Researchers can make rodents forget their fears by encouraging the development of new neurons. | AAAS/Carla Schaffer
Why is it so hard to recall memories from early childhood? A new study suggests that the birth of new neurons could play a significant role in this "infantile amnesia," which seems to occur across a wide range of species.
New neurons are continually integrated into the brain's hippocampus throughout one's life, but the process is especially rapid during infancy. Many scientists have wondered if this constant neurogenesis might rearrange connections in the brain, destabilizing old memories in the process.
Katherine Akers from The Hospital for Sick Children in Toronto, along with colleagues from the University of Toronto and Fujita Health University in Toyoake, Japan, used mice, guinea pigs and little rodents called degus to explore these potential correlations between the generation of new neurons and forgetfulness.
The researchers' complete findings, which hint at the underlying mechanisms of infantile amnesia, appear in the 9 May issue of the journal Science.
"About 20 years ago, researchers clearly established that neurogenesis was happening in the hippocampi of adult rodents and humans, and ever since then, we've been curious," explained Paul Frankland, a co-author of the Science report. "Traditionally, researchers have manipulated neurogenesis in the hippocampi of their test animals and then trained the animals in hippocampus-related tasks a week or two later, finding that increased neurogenesis can lead to improvements in learning."
"But we asked the opposite question: How does the integration of neurons affect memories that are already there?"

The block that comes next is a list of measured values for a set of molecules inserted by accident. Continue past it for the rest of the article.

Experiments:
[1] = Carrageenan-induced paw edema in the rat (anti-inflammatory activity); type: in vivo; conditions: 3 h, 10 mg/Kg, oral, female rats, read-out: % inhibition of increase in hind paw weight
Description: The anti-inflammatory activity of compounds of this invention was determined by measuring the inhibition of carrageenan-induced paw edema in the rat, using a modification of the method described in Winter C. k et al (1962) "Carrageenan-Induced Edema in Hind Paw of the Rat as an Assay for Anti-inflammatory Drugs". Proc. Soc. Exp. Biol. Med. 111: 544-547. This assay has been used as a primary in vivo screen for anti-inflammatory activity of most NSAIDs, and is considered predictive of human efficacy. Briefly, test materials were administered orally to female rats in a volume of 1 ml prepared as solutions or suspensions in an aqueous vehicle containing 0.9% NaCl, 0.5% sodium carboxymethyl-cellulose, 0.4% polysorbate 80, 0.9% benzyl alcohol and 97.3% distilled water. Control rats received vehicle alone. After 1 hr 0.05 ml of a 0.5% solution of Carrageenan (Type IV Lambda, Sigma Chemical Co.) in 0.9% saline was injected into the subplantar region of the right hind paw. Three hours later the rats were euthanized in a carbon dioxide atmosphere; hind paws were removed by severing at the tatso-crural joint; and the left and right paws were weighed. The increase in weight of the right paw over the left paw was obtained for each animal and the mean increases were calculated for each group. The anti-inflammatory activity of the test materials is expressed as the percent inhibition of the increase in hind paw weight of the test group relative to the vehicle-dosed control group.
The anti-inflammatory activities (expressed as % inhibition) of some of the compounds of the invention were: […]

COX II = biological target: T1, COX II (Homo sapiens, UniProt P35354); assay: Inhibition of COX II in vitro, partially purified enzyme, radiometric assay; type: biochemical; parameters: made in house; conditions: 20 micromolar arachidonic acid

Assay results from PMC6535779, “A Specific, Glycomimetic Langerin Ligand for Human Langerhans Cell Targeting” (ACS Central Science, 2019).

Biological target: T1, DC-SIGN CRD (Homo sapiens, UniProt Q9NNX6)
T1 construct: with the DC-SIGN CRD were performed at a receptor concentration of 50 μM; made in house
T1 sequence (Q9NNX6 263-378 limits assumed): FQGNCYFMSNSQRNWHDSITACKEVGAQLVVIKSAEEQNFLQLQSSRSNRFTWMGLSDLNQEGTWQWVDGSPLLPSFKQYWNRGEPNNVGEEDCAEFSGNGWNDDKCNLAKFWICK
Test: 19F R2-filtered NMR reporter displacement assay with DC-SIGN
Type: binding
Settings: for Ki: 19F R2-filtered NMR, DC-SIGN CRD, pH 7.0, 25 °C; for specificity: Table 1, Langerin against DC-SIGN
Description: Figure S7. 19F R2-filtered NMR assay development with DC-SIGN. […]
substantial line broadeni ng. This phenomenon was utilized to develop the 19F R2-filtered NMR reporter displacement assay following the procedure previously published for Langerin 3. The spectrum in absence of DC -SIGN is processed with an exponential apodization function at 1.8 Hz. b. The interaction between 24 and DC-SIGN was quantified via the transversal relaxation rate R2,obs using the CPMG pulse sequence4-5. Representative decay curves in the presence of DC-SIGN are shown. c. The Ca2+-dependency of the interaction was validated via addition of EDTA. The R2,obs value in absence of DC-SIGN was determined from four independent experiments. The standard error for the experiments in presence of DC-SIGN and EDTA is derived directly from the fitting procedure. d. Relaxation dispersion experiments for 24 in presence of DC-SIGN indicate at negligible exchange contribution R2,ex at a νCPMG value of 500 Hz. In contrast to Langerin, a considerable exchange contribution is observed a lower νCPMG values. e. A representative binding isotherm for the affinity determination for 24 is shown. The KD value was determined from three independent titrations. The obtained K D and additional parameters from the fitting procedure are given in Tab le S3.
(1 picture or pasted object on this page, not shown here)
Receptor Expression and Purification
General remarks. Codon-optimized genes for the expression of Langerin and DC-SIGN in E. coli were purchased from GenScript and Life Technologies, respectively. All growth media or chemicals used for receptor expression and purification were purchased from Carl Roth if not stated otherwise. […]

Akers and her team first used mild electric shocks to train a group of mice to fear a particular environment. That way, whenever the researchers reintroduced the mice to that environment, they could gauge how well the mice remembered it. (Mice that associate the environment with electric shocks freeze in place for a certain amount of time.) The researchers then gave some of those trained mice access to running wheels, since exercise in general has been shown to boost neurogenesis.
A couple weeks later, the researchers returned their mice to the environment the rodents had been trained to fear. They found that the mice with running wheels had largely forgotten their fear of the place. But mice without running wheels seemed to recall the recent electric shocks quite well, the researchers say.
Akers and the other researchers also used a drug to slow the rate of neurogenesis in infant mice and discovered that those mice were better at retaining memories than their untreated infant counterparts.
Finally, the researchers tested the effects of neurogenesis on forgetfulness in guinea pigs and degus. "These animals have longer gestation periods, so at birth they're more neurologically mature than mice and rats," according to Frankland. They found that infant guinea pigs and degus don't forget their fears as quickly as infant mice. But, when the researchers gave them a drug to stimulate neurogenesis, these more mature infants started experiencing infantile amnesia too.
Taken together, the findings suggest that forgetting certain things might be an essential aspect of forming new memories.
"It's still speculative at this point, but we think that it's time to embrace the idea that forgetting is a good thing," Frankland concluded. "You don't want to fill up on useless memories or mix up old memories with new ones...You don't want to remember everything; just a subset of things."
Akers and her team suggest that memories that are activated and recalled frequently become consolidated as long-term memories, while smaller, more mundane details might be forfeit to our ever-evolving neural pathways. But it will take more research to clarify whether forgetting really helps memory work more efficiently.